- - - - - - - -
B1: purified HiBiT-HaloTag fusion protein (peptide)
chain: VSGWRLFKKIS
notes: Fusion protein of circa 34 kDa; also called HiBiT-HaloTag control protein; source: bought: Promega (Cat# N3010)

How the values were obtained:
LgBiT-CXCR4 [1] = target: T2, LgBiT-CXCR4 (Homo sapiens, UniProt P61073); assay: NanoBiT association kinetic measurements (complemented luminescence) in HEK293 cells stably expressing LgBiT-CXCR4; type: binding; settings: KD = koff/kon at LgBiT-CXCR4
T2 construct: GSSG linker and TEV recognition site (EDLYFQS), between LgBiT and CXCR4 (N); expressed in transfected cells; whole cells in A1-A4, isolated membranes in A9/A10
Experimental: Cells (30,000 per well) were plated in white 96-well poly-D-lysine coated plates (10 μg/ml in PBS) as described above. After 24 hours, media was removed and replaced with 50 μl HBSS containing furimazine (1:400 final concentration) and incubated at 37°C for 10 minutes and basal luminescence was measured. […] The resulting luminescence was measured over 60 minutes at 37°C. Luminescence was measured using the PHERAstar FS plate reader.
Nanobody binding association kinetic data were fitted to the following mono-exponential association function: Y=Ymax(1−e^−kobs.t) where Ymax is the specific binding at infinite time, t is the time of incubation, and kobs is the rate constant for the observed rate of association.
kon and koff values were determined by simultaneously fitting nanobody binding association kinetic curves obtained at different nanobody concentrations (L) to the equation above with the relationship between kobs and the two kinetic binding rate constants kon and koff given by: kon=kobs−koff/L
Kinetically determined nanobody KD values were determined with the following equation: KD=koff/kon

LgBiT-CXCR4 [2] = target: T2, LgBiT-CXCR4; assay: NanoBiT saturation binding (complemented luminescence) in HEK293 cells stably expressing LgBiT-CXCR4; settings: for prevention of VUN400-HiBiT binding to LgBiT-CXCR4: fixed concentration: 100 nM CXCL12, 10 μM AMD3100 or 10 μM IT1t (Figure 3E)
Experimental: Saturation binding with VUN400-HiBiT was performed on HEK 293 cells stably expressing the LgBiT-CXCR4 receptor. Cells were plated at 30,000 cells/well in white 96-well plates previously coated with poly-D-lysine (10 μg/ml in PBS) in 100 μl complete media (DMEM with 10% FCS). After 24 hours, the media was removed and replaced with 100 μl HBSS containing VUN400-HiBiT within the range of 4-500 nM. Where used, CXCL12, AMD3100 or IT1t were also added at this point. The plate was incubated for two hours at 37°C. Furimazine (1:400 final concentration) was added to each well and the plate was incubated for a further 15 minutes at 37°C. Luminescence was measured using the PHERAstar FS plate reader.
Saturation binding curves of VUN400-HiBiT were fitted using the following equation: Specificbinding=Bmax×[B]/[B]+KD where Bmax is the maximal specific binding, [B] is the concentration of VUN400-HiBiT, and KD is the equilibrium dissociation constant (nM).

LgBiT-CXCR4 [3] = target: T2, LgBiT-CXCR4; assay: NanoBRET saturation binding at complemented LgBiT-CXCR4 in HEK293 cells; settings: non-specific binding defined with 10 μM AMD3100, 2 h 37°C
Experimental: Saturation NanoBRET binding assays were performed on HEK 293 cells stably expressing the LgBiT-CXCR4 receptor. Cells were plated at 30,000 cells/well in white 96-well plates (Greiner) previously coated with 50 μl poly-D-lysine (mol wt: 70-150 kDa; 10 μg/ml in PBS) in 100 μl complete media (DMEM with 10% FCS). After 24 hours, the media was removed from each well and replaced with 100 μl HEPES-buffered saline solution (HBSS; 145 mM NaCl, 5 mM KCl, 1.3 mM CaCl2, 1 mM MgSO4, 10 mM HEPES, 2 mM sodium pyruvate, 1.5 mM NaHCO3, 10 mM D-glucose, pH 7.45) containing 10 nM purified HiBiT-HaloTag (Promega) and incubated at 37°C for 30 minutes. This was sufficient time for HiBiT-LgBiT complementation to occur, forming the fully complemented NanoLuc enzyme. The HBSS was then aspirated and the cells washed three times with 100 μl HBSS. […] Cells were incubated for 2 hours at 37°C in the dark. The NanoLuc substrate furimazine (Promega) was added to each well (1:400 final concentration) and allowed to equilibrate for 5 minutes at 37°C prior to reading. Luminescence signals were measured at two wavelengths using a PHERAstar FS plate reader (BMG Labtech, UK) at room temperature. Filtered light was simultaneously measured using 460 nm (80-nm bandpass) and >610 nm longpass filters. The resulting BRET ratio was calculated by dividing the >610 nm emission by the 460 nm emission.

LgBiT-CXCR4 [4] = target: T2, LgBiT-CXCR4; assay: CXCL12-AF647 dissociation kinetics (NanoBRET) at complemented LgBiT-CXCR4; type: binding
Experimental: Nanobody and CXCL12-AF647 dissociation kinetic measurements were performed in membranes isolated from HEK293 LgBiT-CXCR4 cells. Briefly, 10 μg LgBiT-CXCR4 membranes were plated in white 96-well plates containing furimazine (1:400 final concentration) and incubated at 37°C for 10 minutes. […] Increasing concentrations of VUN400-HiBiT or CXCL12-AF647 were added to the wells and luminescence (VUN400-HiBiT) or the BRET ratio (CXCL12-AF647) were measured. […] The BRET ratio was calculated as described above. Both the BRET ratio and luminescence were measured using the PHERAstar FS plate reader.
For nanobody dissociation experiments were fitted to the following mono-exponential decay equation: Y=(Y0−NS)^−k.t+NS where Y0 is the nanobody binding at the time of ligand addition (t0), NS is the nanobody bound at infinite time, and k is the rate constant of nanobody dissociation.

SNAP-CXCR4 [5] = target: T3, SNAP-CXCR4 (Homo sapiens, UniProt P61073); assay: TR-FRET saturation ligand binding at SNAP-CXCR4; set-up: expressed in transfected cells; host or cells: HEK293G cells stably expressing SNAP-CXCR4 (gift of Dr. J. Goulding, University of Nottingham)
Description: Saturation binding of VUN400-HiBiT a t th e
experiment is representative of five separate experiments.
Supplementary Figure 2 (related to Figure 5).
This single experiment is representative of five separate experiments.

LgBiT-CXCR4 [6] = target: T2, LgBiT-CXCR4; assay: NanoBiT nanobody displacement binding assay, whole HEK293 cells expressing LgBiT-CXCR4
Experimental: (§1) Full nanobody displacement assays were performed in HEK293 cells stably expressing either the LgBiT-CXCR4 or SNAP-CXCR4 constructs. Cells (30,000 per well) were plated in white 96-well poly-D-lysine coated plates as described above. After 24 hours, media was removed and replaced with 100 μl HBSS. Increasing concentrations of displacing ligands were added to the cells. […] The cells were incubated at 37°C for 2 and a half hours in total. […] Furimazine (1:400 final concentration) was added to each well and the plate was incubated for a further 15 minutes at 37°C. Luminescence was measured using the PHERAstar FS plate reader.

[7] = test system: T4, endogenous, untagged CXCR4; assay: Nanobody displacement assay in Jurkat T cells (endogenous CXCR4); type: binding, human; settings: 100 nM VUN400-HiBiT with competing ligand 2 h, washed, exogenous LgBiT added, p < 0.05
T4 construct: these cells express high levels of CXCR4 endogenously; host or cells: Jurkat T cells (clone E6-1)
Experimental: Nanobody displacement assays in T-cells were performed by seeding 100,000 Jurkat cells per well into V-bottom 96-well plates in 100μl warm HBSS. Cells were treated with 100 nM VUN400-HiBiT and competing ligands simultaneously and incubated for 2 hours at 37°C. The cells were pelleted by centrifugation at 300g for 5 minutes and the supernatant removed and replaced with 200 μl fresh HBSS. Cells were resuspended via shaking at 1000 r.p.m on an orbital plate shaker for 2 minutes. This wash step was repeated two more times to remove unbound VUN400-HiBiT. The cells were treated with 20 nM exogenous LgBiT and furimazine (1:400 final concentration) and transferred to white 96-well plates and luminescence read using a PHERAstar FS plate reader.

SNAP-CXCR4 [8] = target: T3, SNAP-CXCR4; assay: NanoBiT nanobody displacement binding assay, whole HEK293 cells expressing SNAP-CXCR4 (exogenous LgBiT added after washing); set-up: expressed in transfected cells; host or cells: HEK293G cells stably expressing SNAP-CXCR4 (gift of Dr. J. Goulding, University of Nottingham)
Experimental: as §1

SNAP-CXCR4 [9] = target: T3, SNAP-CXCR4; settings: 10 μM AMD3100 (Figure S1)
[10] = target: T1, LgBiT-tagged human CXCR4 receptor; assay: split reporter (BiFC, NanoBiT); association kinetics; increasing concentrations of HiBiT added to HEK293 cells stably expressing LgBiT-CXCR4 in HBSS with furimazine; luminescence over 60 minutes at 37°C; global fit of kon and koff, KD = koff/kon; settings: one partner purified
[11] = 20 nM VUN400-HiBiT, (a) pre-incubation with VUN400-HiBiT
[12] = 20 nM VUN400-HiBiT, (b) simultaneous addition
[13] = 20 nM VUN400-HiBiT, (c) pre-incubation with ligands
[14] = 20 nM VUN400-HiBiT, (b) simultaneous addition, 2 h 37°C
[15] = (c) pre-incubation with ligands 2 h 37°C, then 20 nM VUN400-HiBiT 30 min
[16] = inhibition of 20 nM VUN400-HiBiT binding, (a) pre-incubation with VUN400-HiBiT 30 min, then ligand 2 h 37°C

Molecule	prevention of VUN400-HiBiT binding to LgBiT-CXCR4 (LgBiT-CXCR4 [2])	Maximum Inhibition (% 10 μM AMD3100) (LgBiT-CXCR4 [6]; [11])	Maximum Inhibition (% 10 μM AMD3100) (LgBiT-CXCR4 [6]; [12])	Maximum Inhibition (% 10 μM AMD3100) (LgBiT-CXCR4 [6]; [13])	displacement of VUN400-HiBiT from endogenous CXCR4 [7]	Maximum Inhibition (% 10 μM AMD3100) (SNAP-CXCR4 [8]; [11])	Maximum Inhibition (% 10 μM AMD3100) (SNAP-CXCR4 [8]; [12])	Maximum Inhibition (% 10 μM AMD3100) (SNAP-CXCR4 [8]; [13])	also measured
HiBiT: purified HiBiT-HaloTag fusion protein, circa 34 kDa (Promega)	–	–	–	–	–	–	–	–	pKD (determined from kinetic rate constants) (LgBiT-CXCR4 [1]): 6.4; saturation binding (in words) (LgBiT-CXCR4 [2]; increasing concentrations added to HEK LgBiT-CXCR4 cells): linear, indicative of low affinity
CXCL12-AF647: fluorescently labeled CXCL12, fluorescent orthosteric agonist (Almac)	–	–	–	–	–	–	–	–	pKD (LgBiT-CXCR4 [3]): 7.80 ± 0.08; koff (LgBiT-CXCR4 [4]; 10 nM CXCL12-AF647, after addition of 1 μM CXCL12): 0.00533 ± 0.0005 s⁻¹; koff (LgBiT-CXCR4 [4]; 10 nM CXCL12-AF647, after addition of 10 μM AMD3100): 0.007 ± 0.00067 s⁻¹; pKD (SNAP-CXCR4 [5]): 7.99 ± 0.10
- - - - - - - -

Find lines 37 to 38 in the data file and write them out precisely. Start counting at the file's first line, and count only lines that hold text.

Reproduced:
[15] = (c) pre-incubation with ligands 2 h 37°C, then 20 nM VUN400-HiBiT 30 min
[16] = inhibition of 20 nM VUN400-HiBiT binding, (a) pre-incubation with VUN400-HiBiT 30 min, then ligand 2 h 37°C